Sick of this crap, the Lords forced John to sign the Magna Carta in 1215 and give up absolute his ultimate unquestionable Feudal Lordship.  Sure, the Pope threw out the Magna Carta immediately but by 1225 it was English Law.   Funny thing, though… it was written to only apply to Lords but the Anglo Saxon populace with their non-French idea of freedoms thought it applied to them and it became a fact.   Thanks John for being terrible at Kinging!   

3. One would think the bomb that bounced off the open car, rolled into a group of bystanders and exploded would be a hint to Archduke Ferdinand and his wife Sophia on June 28th, 1914.  Maybe get inside.  Get some actual security protection.  Abort the rest of the day’s schedule.  Don’t drive around a highly heated and well-armed Sarajevo in an open car.  Instead, Franz Ferdinand gave his speech in public while his car still dripped with blood and core.  And then, they decided to go tour hospitals with injured soldiers. When they got lost, turn down a blind alleyway where karma caught up with them.

Even with Archduke Ferdinand dead, WWI didn’t need to happen.  Maybe if Kaiser Wilhelm II was a teeny bit better at leading his empire and less freaked out about competing with his English cousins on Who Is Most Imperialist.  He didn’t need to declare war on Russia, start a two front war and activate the chain of alliances.  It could have been a regional war between Austria and the Balkins.

But no.  WWI is a entire chain of people making terrible decisions.  Especially Winston Churchill’s disaster in Gallipoli which lead to much of the mess in the modern Middle East…  Sure it broke Europe with the old world and ushered in the 20th century but the cost of hubris is high.

Spend five minutes thinking about almost any event in history, dig around and find the idiot or great movement of idiots standing right behind it going: ”Oops.”

Quick Thoughts about Gaming Hooks

When we write settings and stories for games, they tend toward Great Men.  The hero saves the day.  The old king wisely rules his Kingdom. Problems are solved with the use of force, pointy bits of metal, and a fireball. Get the power-up and win the game.  Tie up the loose ends neatly with no messy consequences.

Success is fleeting but delicious failure is forever.  Stories evolve from messy details, wrong choices, going left when one should have gone right, and staying outside after an attack instead of sensibly taking cover.  We can learn from history – the lessons our history teacher never wanted us to learn. Failure is fun. Failure creates narrative.  Failure makes space for so-called opportunistic Heroes to appear.  Failure brings the low up and the high low.  Failure creates huge opportunities for change.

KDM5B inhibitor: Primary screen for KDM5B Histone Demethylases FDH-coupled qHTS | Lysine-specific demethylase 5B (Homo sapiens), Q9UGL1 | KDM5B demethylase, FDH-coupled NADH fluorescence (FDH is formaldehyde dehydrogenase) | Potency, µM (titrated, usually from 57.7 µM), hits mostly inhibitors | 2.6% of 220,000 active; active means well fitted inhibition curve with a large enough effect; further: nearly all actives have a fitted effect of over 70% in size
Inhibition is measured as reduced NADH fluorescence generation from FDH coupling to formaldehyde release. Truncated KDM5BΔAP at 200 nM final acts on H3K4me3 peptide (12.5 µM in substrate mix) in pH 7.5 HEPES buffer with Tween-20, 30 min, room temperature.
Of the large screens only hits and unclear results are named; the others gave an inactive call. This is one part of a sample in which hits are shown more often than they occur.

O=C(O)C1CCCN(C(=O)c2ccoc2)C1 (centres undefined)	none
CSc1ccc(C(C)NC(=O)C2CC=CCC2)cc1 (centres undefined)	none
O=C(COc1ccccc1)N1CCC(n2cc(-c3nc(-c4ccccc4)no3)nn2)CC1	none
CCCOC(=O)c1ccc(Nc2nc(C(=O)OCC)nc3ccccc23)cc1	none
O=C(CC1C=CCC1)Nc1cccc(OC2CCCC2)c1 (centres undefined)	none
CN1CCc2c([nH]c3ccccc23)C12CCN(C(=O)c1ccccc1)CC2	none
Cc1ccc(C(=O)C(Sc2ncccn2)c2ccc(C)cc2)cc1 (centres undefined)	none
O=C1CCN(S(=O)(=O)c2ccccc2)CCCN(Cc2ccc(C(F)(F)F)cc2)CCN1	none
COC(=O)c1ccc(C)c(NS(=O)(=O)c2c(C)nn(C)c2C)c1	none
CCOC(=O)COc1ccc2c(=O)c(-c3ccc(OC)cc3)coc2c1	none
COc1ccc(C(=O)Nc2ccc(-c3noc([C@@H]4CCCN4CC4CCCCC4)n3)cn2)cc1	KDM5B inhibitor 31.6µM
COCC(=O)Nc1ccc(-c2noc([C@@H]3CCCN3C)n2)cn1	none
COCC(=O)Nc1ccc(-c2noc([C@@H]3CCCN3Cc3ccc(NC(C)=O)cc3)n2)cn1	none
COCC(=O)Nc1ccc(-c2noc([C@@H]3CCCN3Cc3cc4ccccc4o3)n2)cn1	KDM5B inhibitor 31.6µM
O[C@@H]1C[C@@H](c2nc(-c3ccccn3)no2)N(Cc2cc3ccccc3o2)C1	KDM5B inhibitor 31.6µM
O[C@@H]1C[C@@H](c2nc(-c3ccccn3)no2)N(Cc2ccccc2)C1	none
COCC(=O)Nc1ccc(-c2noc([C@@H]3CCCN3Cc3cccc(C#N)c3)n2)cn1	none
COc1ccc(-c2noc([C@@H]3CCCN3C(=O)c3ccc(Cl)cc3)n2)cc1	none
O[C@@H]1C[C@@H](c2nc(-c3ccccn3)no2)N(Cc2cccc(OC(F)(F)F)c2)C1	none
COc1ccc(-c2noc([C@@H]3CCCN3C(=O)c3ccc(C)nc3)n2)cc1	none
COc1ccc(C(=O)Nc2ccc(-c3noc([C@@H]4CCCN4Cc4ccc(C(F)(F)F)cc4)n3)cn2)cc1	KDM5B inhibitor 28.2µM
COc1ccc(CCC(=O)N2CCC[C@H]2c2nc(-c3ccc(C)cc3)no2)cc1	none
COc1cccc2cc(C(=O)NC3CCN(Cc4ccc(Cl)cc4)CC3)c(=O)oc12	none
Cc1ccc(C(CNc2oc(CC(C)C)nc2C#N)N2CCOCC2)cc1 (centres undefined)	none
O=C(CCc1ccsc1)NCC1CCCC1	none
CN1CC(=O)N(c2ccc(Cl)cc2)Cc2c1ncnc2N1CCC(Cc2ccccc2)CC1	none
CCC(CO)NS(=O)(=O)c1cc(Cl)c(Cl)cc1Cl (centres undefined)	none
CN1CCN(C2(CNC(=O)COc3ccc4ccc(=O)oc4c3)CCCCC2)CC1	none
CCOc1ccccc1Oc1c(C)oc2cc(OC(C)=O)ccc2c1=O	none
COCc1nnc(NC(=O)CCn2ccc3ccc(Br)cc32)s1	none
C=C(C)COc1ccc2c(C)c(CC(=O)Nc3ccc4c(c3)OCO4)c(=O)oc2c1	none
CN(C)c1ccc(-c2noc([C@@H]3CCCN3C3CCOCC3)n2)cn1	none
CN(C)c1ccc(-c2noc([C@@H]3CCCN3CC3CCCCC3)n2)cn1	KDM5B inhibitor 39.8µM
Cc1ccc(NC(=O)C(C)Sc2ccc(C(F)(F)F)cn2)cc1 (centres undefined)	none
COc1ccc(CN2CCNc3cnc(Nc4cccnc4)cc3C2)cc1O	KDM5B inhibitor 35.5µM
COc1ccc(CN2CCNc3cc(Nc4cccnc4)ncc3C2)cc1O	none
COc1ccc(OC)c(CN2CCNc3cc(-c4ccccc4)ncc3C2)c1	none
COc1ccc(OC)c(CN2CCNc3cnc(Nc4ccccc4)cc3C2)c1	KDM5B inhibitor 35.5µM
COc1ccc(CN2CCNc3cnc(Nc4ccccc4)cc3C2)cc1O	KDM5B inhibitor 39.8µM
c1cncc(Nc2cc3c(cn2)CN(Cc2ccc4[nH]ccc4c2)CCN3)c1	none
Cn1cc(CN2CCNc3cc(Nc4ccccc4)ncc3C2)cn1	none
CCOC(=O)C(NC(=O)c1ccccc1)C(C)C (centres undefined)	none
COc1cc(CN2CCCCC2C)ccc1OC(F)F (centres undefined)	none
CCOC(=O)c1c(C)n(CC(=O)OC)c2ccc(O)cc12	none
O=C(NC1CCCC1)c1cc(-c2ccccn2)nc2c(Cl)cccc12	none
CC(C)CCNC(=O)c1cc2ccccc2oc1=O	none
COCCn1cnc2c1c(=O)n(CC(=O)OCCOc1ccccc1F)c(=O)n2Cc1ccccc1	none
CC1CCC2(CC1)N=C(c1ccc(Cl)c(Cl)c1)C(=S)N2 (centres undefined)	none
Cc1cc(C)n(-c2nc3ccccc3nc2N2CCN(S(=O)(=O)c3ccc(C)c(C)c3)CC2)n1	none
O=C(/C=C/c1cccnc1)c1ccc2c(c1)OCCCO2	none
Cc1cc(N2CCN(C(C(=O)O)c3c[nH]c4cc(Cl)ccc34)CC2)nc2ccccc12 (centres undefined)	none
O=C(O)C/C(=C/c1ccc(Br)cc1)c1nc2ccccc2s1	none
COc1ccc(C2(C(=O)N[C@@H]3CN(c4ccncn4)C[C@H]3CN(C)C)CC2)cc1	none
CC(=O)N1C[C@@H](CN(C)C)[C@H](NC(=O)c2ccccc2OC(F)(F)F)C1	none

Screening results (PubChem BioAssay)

And most of human history is run by people being humanly stupid.

So… 

1. Big failure is way more cool than an endless string of success.  Success ends the story.  Let the party fail. Not fatally. Just enough to cause themselves more headaches which turn into more story with more consequences.  This turns into story.

2. Trying to clean up the mess from the original failure often results in even more failure.  Let that one sink in for a while, and then roll with it.  

3. Someone out there looks and smells like a super competent Hero with shiny perfect teeth and immaculate hair. People love him and will follow him.  That guy is the villain.

4. Historically, women in seats of authority are uber-competent because they schemed for it and earned it.   Men, not so much.  Kings refuse to King.  Generals lead armies into blind canyons. Great Leaders launch bloody and fruitless wars over dick-measuring competitions.  The quietly competent woman is a thousand times more dangerous than the slicked hair Super Hero.  She’s probably the one who deployed the Hero in the first place.

5. Perception of the past is what wins.  Whatever people want to believe happened is what is recorded and what happened. Truth? My reality is way more cool than yours.

History is the story of the failure of great and powerful people.  The more power, the bigger the unintended consequences.  We can learn a bit and work this inspiration back into gaming narrative for the good of us all.